Malia called me at 7:15am this morning to say that the plover had stayed the night and was present in about the same area as yesterday. My newly-hatched plan was to have breakfast with Sonia and my host from last night, Tim, and then sprint the 51 miles from breakfast north back to HMB to look for the plover. I left hit the road at 9:45am today. I covered the 51 miles to HMBin 2 hours and 57 minutes. I was pushing very hard to beat the afternoon crowds that would take over the beach should the morning fog clear and the sun appear. This is exactly what happened as I was about 20 miles from HMB, and, as I feared, hundreds of people had descended on the beach before I arrived. Upon arrival, I called Malia to find out where she was. She sadly informed me that the Pacific golden-plover, along with the ~2 dozen Black-bellied plovers with which it was associating, had vanished and could not be relocated.
Tim and me at the diner
62 miles today
UGH - what an incredibly painful piece of news. It was a very intense ride in the complete wrong direction. I probably should have kept going south instead as one of these would likely pop up somewhere along my route anyway. This is a bird I really wanted, and I might have let me personal feelings to tick it force me into taking such a big risk. As I am staying with Chris and Malia in HMB tonight, I will have another crack at the bird on a person-less beach tomorrow morning before I retraced my steps south.
The beach was littered with people this afternoon. There was no place the group of plovers could find peace and quiet - except perhaps for the jetties in the harbor 3-4 miles down the beach. High tide was at 2pm today. I decided that I would relax util around 3:30 and then head out to check the jetties on a falling tide. I had seen loads of shorebirds in one particular elbow of the jetty a few days ago when I birded it after finding the pipit. I arrived today and found a nice mix of the same birds I had a few days ago. I scanned all around with no sign of the golden-plover. There were some Black-bellies, but I have no idea if these were the same birds that were associating with the golden-plover down the beach (Black-bellied plovers are very common along the coast). I decided to relax, take a few pictures, and take another stab at the golden-plover on the beach tomorrow morning once the weekend hoards had departed. As I was about to close-up shop, I took another scan down the exposed beach adjacent to the jetty that the falling tide had exposed. What the hell is that? A buffy head could be discerned from about 100 yards. Could that be the bird? I saw a fisherman climbing off the jetty right near the interesting bird. I started sprinting down the rocky beach toward to bird in hopes I could get a better look at it before the guy flushed it. I ran to within 50 yards of the bird and confirmed theat the bird was in fact the Pacific golden-plover! The fisherman flushed the bird 2 seconds later, and it flew right past me and back towards the harbor. Number 563 was found in the most amazing manner. I had guessed exactly right where the bird had gone after it had been flushed off the main beach 4 miles away 4 hours earlier!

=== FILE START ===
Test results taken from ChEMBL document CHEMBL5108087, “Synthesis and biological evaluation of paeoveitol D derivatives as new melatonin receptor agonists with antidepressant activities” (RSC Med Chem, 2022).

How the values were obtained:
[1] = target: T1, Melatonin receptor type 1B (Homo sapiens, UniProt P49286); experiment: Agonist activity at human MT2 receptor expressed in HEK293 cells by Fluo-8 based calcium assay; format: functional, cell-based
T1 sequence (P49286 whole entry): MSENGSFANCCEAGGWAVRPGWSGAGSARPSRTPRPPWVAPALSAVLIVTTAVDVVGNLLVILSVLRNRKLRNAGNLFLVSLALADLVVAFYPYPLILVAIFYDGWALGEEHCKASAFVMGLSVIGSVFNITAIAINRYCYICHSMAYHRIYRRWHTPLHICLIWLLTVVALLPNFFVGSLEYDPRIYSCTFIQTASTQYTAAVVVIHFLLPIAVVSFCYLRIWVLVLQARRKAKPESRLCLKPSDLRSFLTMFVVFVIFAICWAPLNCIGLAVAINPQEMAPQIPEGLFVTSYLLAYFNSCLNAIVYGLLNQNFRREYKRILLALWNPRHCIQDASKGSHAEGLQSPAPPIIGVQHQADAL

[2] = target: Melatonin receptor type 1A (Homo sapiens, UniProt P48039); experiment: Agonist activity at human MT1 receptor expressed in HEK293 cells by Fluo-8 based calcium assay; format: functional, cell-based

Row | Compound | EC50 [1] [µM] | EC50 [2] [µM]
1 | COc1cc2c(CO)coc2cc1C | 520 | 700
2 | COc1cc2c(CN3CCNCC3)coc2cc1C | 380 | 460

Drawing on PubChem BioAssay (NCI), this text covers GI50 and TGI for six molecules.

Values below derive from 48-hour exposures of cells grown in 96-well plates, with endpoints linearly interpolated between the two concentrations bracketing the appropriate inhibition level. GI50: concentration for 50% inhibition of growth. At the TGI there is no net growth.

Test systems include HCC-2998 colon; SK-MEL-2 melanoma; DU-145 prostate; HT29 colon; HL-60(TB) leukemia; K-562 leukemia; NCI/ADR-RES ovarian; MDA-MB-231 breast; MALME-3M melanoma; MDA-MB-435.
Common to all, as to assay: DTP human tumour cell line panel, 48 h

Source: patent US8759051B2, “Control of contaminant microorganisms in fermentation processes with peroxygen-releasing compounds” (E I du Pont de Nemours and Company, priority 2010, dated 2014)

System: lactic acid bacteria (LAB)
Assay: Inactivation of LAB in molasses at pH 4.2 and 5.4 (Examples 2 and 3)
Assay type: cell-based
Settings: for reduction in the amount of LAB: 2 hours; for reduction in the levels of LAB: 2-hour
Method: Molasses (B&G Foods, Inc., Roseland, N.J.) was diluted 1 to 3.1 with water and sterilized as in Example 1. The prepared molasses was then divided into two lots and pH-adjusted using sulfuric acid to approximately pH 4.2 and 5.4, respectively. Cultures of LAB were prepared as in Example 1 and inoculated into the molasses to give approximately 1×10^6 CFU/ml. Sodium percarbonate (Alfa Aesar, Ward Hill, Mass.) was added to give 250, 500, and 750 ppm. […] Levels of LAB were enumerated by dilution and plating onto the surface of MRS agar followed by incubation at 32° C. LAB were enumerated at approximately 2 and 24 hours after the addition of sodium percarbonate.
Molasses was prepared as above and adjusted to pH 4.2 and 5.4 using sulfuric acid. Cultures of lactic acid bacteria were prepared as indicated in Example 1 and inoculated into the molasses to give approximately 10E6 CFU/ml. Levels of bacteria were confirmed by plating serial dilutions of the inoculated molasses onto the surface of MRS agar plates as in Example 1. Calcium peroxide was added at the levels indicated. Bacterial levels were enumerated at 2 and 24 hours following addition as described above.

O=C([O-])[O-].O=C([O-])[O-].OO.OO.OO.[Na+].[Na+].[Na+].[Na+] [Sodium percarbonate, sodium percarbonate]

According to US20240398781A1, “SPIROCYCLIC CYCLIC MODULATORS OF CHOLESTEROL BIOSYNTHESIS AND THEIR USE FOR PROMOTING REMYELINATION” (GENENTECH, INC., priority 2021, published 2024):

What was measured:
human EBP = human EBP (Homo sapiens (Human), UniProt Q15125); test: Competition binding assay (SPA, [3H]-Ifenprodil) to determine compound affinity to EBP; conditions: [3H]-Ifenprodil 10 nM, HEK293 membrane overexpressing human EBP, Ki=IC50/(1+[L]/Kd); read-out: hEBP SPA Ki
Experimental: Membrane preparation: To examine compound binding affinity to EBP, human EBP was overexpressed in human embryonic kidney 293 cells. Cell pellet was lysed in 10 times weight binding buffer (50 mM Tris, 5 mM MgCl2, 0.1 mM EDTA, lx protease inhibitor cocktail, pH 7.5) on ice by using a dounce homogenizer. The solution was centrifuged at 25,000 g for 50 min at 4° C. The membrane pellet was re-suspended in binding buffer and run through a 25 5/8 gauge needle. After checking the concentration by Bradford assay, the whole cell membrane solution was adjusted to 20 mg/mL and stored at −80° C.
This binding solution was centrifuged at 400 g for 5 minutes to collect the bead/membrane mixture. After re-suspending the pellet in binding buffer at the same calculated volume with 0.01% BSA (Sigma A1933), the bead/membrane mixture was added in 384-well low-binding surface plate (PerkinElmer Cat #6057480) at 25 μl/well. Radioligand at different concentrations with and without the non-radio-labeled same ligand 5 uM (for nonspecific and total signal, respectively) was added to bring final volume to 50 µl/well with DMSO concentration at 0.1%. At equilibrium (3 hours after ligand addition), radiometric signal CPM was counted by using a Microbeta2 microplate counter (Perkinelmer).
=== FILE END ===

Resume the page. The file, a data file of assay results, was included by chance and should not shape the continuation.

Beach exposed along jetty as tide fell this afternoon
Uncropped frame showing Pacific golden-plover down jetty beach.
Its the smaller bird behind the central Whimbrel.
Crop from above showing plover a bit closer
BAM! No black under the wings!
Black-bellied plover showing black axilleries (i.e. armpits)
for comparison with above
There were quite a few other people hanging around the area, but over the course of the next hour I was very slowly able to approach this bird between regular disruptions from other people and dogs. I entered in "Bird Whisperer" mode and stalked/skulked/crawled my way to within a very short distance of this bird on several occasions. How close did I get? This close........
.....and bit closer still......
......don't move too fast......
.....hold your breath......
......he's right in front of you!
Yes, sure, I may have found this species further south without this big detour, but there is NO WAY I could have seen this bird better than I did today. I would have probably seen it 1/2 a mile out in a plowed field or sod farm. This was an incredibly satisfying find for me for several reasons. First, this is a bird I needed to find to keep the march towards 600 going. Second, I had looked for this bird in Washington and missed it; It was seen at that location the day before and the day after I looked for it. Third, I busted my ass to get here today. Yes, it was a big ride (and I must still do the return half of it tomorrow), but it was a defined ride. This defined devil is better than the undefined one I may (or may not even!) encounter later. Lastly, I think I showed some very good resourcefulness today to find this bird.
And with that, the Pacific golden-plover joins the list in remarkable fashion.
Tomorrow I will head back south through Santa Cruz to Salinas. From there its to south to Monterey!
Goodnight from Maverick's.
Best big wave surfing spot in North America
when its going (not today)